Vital Nature: Vitamin Deficiencies

In a country where “super-sized” meals have become the new standard, and where more than one-third of U.S. adults are clinically obese, it could be astonishing that nutrient deficiencies are as common amongst all ages as they are. Despite the abundance of food, a large number of Americans still suffer from nutrient deficiencies. Maybe you need to reconsider your student-diet of ramen and vending machine potato chips, for the better of yourself and the ecosystem you belong to.

Essential nutrients we commonly hear of are carbohydrates, protein, fat, minerals and vitamins. Many privileged U.S. residence consume more than enough carbohydrates, proteins and fats but not enough of the right minerals and vitamins. Each of the essential nutrients plays a vital role in maintaining the body’s health and functionality, and when the body is deprived of certain nutrients, the effects are felt.
Lots of producers add vitamins and minerals to otherwise low-content products that appeal to many consumers but in reality are broadly ineffective. Pick up any non-organic cereal at your local grocery store and be amazed by the nutrient content! All that the product really is can be narrowed down to grains and sugars, funky coloring or flavoring and synthetic vitamins.

Synthetic vitamins are chemically synthesized, or extracted in a process that caused them to lose their natural properties. Vitamins are not a cure-all for the poorly nourished, and a healthy body requires a wholesome diet. Simple nutrients in the following paragraphs are fortunately available in organic products.

Vitamin B12 is a water-soluble vitamin that plays a key role in the formation of blood, brain and nervous system functions. One of the eight B vitamins, B12 plays an important role in the metabolism of body cells and DNA synthesis and regulation. Plants, fungi and animals lack the ability to produce vitamin B12, and only bacteria and archaea have the enzymes required to synthesize B12. Foods such as mussels, fish, octopus, beef and lamb contain B12 as a result of bacterial symbiosis with the animals they dwell within.

Iodine is a trace mineral with large implications for our health. Iodine is used by the body to produce and regulate thyroid hormones that control basic functions. Iodine deficiencies can contribute to thyroid problems, which can be exhibited by an inability to lose weight, fatigue, hair loss, dry skin, puffy, dark under-eyes and loss of libido. Iodine can be safely incorporated into your diet by adding seaweed, fish, shrimp, and brazil nuts.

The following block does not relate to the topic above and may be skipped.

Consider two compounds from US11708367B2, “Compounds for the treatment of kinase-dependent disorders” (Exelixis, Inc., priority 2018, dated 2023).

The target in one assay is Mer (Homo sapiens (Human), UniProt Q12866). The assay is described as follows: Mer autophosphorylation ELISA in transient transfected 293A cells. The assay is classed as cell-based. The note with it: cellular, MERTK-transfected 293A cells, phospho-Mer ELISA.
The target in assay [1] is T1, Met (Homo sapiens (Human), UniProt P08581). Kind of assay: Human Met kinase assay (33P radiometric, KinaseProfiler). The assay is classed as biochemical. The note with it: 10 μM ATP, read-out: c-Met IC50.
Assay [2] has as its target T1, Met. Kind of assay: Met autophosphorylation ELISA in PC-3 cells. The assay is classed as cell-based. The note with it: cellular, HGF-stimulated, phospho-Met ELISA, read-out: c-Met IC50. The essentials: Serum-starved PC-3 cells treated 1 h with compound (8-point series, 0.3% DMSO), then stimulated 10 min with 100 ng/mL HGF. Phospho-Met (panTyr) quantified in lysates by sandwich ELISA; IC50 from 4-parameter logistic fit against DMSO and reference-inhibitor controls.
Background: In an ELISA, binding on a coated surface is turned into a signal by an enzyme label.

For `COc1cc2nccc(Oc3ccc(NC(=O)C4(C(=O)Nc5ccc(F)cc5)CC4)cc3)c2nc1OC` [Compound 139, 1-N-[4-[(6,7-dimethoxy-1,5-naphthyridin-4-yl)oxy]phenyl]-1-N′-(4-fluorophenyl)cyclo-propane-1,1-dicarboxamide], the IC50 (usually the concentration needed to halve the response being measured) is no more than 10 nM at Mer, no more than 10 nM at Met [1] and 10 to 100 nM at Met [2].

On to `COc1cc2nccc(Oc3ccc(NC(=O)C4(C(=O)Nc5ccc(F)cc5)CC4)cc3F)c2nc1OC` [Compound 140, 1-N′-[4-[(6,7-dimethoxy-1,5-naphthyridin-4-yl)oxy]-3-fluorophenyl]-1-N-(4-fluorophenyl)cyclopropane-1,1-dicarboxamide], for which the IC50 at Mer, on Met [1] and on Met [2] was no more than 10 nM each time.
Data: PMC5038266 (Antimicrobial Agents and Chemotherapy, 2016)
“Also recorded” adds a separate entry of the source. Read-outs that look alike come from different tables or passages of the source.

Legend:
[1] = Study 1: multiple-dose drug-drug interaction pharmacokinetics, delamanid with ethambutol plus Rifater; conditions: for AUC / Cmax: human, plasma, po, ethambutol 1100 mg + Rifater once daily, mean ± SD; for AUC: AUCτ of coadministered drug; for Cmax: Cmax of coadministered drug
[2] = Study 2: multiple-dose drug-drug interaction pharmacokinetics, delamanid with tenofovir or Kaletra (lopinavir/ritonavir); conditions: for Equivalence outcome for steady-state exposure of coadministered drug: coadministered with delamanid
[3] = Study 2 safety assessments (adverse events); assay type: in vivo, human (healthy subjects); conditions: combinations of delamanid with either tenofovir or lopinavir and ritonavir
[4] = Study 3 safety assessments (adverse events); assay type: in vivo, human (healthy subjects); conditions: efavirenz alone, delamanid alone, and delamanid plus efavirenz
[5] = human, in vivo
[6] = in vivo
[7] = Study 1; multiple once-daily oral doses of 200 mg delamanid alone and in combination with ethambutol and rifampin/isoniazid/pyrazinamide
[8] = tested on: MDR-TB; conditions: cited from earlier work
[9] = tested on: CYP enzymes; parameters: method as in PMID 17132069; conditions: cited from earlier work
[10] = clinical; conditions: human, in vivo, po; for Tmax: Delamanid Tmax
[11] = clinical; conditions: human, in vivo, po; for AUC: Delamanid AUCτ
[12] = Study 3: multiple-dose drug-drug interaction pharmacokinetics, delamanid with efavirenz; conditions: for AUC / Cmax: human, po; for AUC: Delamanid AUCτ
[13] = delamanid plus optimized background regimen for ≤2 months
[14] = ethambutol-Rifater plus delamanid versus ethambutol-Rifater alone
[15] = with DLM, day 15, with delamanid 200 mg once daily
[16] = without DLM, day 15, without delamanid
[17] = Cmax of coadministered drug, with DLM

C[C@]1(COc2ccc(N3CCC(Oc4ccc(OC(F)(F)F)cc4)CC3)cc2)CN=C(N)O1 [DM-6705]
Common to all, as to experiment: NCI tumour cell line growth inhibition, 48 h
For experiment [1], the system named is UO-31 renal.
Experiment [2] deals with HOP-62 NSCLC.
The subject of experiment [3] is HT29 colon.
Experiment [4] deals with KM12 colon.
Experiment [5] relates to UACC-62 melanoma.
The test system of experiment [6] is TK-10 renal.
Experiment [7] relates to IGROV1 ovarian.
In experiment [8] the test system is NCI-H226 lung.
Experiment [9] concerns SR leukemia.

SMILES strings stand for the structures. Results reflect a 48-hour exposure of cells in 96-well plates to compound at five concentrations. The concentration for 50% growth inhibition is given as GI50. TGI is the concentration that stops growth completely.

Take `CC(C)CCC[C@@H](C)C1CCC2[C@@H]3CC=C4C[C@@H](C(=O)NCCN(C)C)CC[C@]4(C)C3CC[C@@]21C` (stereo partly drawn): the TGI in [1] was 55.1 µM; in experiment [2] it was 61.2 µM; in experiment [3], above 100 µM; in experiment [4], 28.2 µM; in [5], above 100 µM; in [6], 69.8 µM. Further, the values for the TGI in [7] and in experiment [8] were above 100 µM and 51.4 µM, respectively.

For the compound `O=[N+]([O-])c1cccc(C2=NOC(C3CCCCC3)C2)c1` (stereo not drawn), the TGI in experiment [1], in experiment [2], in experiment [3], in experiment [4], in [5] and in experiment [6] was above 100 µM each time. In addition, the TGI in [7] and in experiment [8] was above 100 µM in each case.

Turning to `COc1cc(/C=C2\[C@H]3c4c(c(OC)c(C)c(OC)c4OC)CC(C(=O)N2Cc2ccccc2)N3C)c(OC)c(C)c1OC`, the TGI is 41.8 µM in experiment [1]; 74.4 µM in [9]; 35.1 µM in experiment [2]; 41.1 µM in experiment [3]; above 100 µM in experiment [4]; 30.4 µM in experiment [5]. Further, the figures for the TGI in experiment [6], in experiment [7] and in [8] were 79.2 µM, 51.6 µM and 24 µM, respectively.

Magnesium seems to be lacking in the average diet, and much research suggest only around half of US adults consume the daily recommended amount. Insufficient magnesium intake are linked to type 2 diabetes, osteoporosis, asthma, colon cancer and heart diseases. Some symptoms of deficiency include insulin resistance, constipation, migraines, restless leg syndrome, cramping, and hypertension. Magnesium can be absorbed through leafy greens, nuts, seeds, dark chocolate, espresso and halibut.
Vitamin D is produced by the body when exposed to sunlight, and can be absorbed through foods such as salmon, tuna, mackerel, livers and mushrooms. It helps maintain strong bones, immune functionality, healthy muscle movement, and can help reduce inflammation. Vitamin D deficiency is associated with rickets, where the bones are soft and bend, and can influence asthma, impair cognitive thinking and increase risk of cancer and cardiovascular disease.

Zinc plays a key role in immune defense. If your body is having a hard time fending off bacteria and viruses, or you take a while to successfully heal bodily injuries, experience hair loss or a decreased ability to taste food, zinc deficiency may be to blame. Try including beans, whole grains, nuts, oysters, red meat and poultry into your diet.